That Beethoven became the musical companion of our own isolation was pure coincidence. 2020, the year of the pandemic, also turned out to be the 250th anniversary of Beethoven’s birth. This is as round a date as one could hope to experience productively in their lifetime, and the international classical music community was preparing an out-of-this-world cornucopia of Beethoven. Symphonic cycles, string quartet cycles, sonata cycles, opera productions, festivals, documentaries, podcasts – 2020 was going to be saturated with the music of Beethoven. But as concerts around the world were canceled and the external trappings of our planned celebration disappeared, it was precisely Beethoven’s music that remained with us. And with an almost total change in our daily lives, it was perhaps inevitable that, along with a reassessment of our own plans and priorities, we would have begun to listen to Beethoven with different ears.
To be clear, Beethoven needed and does not need a reevaluation. His music is immortal and inextricably intertwined with the heritage of humanity. For many of us, it is as obvious as air. It belongs to a small handful of timeless giants who make us rejoice in wonder or silence us in disbelief, so unreachable that they stand in the fiery glow of their genius. And yet, he can make us love and accept ourselves a little more, simply by belonging to the same humanity as him.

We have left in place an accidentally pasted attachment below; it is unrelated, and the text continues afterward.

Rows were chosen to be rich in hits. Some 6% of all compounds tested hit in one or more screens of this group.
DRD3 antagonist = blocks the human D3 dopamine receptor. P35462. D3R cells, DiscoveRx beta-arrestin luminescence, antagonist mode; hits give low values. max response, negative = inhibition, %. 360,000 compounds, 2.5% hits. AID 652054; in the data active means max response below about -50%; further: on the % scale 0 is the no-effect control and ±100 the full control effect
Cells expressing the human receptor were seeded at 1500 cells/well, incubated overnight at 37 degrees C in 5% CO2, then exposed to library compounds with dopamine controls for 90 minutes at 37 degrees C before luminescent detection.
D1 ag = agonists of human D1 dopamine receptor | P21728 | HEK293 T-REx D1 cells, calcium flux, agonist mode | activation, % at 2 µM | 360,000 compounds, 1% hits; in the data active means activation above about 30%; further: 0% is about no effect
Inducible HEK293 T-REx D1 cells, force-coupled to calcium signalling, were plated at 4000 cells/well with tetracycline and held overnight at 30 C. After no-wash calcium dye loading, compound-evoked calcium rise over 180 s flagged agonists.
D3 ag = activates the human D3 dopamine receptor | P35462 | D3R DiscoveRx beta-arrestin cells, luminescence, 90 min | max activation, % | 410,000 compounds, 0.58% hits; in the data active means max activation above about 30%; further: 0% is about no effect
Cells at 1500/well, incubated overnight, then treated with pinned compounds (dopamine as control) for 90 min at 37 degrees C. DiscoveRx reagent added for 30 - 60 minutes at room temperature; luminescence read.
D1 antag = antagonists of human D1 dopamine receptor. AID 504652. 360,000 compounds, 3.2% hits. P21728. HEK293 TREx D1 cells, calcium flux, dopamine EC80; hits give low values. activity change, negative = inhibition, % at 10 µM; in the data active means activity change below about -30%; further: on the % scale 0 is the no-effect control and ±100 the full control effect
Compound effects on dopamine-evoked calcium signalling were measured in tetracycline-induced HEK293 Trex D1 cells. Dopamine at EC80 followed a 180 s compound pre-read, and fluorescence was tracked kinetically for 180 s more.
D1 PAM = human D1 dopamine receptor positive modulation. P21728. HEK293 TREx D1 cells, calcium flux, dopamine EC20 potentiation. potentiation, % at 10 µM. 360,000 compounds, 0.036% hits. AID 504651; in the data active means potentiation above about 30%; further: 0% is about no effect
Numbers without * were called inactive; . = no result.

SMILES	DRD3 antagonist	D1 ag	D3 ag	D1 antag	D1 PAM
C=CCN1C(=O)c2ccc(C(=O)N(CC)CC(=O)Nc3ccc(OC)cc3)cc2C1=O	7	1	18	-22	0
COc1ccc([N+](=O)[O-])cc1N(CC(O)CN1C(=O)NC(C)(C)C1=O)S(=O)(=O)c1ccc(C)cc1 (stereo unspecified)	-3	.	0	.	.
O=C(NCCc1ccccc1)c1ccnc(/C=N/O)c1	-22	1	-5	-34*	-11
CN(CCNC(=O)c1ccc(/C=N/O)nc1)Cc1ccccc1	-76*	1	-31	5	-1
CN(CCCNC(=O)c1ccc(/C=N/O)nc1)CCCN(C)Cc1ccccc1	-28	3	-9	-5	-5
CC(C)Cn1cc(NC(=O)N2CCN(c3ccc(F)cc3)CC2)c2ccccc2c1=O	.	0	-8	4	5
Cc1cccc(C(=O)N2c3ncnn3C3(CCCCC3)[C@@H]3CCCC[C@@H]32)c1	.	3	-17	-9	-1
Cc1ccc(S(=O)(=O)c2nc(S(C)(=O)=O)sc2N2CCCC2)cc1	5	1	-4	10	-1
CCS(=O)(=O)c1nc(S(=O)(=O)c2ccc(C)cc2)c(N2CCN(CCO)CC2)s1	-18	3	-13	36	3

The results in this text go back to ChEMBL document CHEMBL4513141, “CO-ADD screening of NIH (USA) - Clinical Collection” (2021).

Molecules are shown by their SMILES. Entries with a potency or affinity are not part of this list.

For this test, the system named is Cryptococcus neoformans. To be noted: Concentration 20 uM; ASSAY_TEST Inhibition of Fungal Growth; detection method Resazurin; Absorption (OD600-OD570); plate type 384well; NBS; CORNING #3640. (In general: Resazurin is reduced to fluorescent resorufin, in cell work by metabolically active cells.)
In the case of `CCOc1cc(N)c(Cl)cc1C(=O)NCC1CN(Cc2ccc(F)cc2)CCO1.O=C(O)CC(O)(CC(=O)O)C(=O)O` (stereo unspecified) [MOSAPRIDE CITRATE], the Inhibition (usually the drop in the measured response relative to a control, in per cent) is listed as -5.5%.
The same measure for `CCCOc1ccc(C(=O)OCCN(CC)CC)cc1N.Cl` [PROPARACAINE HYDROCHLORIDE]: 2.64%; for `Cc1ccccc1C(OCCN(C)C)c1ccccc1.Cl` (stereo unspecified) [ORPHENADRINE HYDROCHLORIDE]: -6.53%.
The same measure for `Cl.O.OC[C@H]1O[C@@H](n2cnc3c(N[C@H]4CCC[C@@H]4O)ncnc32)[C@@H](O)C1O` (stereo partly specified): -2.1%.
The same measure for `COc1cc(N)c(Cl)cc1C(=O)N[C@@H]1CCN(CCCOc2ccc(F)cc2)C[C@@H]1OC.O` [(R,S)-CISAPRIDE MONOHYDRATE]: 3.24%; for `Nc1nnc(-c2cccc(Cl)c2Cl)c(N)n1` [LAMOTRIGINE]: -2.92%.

A great hidden treasure, Beethoven’s creativity covers every conceivable emotion and mood. Is it a high tension drama we want? the Fifth symphony wave Passionate it will move us from the first notes. A deep tragedy? The funeral march at the Eroica Symphony he can rival Shakespeare in greatness of spirit. A sultry and gloomy gothic soundscape? the Moonlight is there for us. A dose of crazy modern polyphony? the Big gap continues to surprise and disconcert us to this day, 194 years after its composition.